Shooting for conservation: Does it help ?
In both the press and social media, there has been substantial feather ruffling and outrage about the large-scale shooting taking place on moorlands around Scotland. The aim, I imagine, is to prevent game animals such as grouse from being hunted by prey animals or, as I’m sure the gamekeepers would label them, pests. Some authors on the wildlife articles blog appeared in disagreement, some stating the shooting is entirely unneeded, while the other side pointed out the requirements for keeping the sport of hunting grouse profitable. While I tend to agree with both aspects, I think the premise of hunting for conservation is totally thoughtless. I shall explain my reasons for cases when it is advisable and when it isn’t.
To me removing an invasive species or even a native that is out on control never really succeeds with greatest results. I spoke recently with an ecologist who told me that she had removed large invasive fresh water crayfish with nets for a whole year. Her intentions were to remove the larger breeding sized crayfish so they couldn’t breed and reproduce, allowing the native one to gain back territory. A sound method right? Wrong. After speaking to another ecologist she realised she should just leave the river as it is and her actions were doing more damage than good. You may ask surely taking them away is good? But counter intuitively it doesn’t help. The larger crayfish predate on their own young and the young of others keeping numbers down. When you remove the larger crayfish there is nothing eating the larvae. Thus removing the large animal’s means that the larvae now have a whole ecosystem with zero competition, the resulting outcome is an explosion of numbers. Now, she said, she does nothing and monitors them only because attempting to control them herself only makes things worse.
Time for guns?
The example above obviously has no need for guns; it was an example from personal experience; however a more contentious issue does. Badgers. Another persecuted animal with various shootings taking place across the country to control numbers. However, I feel it is completely useless. The same principle of the crayfish applies. If you remove one badger set by organised shooting and/or poisoning it only removes that one badger set, creating a large void, effectively sending a leaflet to neighbouring badger families inviting them to move in. The only outcome for this particular badger set would be to reproduce and diversify faster because of a lack of competition.
Grey squirrels are another species in the firing line. They are taking full control of the entire country away from our more native and smaller red squirrels. I again feel disillusioned to the concept of shooting some tiny rodents. Using simple logic it is clear that shooting a few would only result in more habitats for other grey squirrels. Unless there is removal of the entire population instantly the idea just doesn’t add up. The only way I see to control badgers and grey squirrels is a naturally approach through rewilding but the length of time that could take to carry out, makes it implausible.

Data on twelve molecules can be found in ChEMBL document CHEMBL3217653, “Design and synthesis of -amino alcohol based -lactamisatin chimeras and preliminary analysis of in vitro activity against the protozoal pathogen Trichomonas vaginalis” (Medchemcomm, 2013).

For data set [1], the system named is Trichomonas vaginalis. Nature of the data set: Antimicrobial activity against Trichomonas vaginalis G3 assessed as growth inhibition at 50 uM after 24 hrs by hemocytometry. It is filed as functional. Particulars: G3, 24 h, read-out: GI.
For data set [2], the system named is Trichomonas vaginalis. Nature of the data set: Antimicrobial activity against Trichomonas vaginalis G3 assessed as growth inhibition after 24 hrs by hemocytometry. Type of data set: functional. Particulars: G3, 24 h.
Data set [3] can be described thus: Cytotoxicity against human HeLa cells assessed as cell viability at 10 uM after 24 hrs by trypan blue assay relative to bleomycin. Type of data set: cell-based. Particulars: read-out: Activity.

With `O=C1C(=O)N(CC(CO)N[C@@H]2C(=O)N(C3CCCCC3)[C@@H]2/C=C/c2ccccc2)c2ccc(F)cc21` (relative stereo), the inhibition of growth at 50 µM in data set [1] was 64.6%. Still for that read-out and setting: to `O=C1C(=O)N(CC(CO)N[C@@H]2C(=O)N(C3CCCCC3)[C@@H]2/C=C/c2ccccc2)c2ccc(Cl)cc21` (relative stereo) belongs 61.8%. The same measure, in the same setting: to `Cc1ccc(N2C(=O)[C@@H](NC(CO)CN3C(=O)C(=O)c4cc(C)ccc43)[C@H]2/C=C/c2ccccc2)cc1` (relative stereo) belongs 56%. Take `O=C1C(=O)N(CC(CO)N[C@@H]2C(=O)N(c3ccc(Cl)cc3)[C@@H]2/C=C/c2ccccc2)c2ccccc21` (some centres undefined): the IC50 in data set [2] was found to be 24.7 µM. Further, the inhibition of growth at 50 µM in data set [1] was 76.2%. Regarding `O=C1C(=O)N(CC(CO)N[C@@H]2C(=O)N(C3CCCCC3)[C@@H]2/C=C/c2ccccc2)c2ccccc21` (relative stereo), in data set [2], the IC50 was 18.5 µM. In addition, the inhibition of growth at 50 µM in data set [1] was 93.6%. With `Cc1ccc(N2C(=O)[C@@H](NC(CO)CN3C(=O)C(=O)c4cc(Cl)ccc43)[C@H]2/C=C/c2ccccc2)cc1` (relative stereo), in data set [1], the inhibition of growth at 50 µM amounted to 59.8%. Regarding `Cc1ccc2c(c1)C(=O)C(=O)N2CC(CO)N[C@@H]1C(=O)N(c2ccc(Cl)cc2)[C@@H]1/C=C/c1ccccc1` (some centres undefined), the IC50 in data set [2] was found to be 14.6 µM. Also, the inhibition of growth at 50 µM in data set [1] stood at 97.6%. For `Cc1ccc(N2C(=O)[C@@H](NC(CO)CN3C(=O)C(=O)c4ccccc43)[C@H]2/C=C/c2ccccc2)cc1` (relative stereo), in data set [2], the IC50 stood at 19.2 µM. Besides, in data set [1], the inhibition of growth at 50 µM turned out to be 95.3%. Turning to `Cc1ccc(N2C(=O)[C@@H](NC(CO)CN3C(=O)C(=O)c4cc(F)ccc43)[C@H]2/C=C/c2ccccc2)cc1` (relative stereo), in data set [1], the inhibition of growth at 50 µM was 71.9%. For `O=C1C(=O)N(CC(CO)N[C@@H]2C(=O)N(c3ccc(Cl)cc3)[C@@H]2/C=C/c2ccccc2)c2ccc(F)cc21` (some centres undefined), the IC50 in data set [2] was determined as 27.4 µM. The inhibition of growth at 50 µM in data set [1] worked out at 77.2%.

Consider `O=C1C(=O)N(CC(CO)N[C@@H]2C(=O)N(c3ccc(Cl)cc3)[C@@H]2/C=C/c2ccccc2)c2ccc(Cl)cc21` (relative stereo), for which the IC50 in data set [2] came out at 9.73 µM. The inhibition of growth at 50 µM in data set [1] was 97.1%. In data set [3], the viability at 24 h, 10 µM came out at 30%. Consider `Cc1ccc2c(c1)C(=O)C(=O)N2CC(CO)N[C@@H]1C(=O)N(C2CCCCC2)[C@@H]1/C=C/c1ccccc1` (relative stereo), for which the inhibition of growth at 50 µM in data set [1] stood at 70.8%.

Time for change?
Now turning to the original discussion of the heathland. There managed for grouse and smaller heathland birds, which on the outset sounds good. However, the shooting and persecution of stouts, raptors, etc. simply because they eat grouse that we humans want to shoot is pathetic. I totally agree with James, that conservationists and game keepers do need to work together, but I think that these activities are actions of the past. Fox hunting, badger baiting and other barbaric acts no longer sit in our society. The grouse moorlands therefore are a museum piece holding on to memories of the past. To illegally remove raptors to support this seems like a lot of effort. How many grouse or wild fowl can they physically capture and eat? I can understand to a degree why stouts need controlling, as they eat the eggs of many ground dwelling birds, but I’m sure the raptors would love to sink there talons into a stout or two. If they worked with conservationists as James suggest I think they would maintain a much healthier ecosystem. Yes, from the perspective of the game keeper they want money and money only, some may have more ethics, but overall profit is key. However to remove all predators cannot be a good thing and must also be costly. The buzzards and hawks would pick off the weakest animals, increasing the overall health of the wild fowl. This would then keep us, conservationists and the keepers themselves, happy with more healthy wild fowl for game shooting and a variety of birds of prey for us to see.
I am coming into this discussion as an outsider because I don’t live near or have the heathland persecution directly affect me. However shooting for conservation is taking place across the entire nation. I have tried to highlight some, like the badgers, but also examples where simple removing invasive species by hand simply has no benefits. Simply managing a particular 10km x10km area for one particular species is impracticable. Heathland areas cannot be managed for one bird; wildlife doesn’t have boundaries or barriers. If we as humans put up invisible barriers and kill anything within it that affects our profit it will result in the complete destruction of falcons, buzzards and other birds of prey as they will stray into new terrain. This is obviously something we don’t want.
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